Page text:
Print at Jan 18, 2022, 12:37:49 AM

Posted by okh at Dec 4, 2013, 10:02:59 AM
Re: My design for a modern 'park model' home
The closer you tilt the edge of the LED TV toward the wood stove, the less radiant heat will hit it.
I don't know this brand of wood stove or how well the sides are shielded, but I know safety requirements here would probably not allow anything flammable that close to the stove.
Snow loads would be a concern, tho. Speaking of snow, this VT architect confirms my bias toward 'flat' roofs in snow country.
The architect makes an interesting case. But as a lawyer, I can tell you is that flat roofs are certainly more prone to litigation :-). In one case the centre drain had clogged on a 10 storey building. When spring came and the snow slowly melted, the drainpipe burst wide open and released 2-3 swimming pools worth of water into a tiny ground floor flat.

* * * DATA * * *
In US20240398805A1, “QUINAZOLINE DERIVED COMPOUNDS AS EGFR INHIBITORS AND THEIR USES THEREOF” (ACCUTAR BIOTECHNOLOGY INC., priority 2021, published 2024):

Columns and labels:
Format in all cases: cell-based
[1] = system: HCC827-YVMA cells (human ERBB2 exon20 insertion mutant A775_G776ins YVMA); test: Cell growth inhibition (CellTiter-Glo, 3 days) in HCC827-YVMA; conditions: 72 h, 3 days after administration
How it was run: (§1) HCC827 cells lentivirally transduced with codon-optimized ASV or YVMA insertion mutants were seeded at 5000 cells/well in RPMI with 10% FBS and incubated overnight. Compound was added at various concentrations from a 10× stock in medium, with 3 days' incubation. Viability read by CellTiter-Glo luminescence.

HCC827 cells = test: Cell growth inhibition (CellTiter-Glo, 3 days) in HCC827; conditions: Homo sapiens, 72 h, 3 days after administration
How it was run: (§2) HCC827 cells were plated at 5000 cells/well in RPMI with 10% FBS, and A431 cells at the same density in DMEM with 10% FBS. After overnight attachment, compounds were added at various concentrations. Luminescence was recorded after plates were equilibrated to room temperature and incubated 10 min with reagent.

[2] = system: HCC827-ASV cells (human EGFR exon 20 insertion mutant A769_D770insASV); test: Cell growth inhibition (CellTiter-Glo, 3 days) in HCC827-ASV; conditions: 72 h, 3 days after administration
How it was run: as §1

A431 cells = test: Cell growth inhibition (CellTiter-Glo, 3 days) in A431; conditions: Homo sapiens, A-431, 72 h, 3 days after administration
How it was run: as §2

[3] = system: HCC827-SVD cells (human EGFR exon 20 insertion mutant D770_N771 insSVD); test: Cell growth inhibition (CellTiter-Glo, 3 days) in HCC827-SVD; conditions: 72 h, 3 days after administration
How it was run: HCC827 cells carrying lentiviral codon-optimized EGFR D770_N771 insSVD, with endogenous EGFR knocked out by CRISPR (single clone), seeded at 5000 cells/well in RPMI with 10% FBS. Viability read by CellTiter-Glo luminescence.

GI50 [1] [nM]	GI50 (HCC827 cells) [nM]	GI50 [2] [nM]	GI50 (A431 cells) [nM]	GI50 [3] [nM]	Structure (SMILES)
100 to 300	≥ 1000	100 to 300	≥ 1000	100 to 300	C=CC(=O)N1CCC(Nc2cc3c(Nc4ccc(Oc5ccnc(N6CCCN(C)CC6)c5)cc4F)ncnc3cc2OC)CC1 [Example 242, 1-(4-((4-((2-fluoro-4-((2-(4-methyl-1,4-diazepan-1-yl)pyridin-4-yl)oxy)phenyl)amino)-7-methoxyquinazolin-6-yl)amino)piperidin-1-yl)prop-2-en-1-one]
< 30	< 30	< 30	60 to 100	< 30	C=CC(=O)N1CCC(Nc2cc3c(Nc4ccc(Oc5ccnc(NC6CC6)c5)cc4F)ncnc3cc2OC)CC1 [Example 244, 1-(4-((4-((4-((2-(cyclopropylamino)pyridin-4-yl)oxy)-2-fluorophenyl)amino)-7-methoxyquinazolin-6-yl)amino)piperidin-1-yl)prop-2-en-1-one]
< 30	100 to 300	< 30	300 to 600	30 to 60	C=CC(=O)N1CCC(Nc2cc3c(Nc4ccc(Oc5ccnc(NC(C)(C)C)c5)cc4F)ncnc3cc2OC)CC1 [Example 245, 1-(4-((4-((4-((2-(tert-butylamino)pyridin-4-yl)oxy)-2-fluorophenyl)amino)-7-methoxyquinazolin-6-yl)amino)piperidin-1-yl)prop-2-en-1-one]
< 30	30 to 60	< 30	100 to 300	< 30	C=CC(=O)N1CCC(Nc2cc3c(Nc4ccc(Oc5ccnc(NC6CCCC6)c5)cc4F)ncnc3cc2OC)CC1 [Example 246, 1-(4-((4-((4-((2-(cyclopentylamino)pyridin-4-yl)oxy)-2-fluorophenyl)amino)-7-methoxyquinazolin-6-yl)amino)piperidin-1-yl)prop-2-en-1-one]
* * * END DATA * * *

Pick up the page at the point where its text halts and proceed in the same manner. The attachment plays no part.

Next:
I think snow loads and slow drainage of melt-water on flat roofs should be a concern. Imagine water sponged back up into the snow. Add some spring rain, and the relative weakness of a flat construction... And anyway, there will be small pools of water under the snow, and you would be surprised how often that water finds a short-cut through a supposedly leak-proof roof (despite what the linked thread says).

So I still think water is more likely to escape a pitched roof. AND removing snow is easier. The link below is from 60 deg North, altitude 975 metres above sea level in March 2011. Some one metre + of snow on the roof (average winter). Trouble is, you can get twice that and more.

Removing roof snow (Flickr).

There are very few, if any, flat roofed homes or cabins in this region. So while it may be possible to construct good, flat roofs with new building techniques (on say, your park home, and in a milder climate), I wouldn't want it on my own home. If I remember correctly, flat roofs have an average life span half that of a pitched roof. And in practice they so often end up in court.

As for your drained chimney, that is an interesting idea, but wouldn't it be easier to take the chimney out the wall?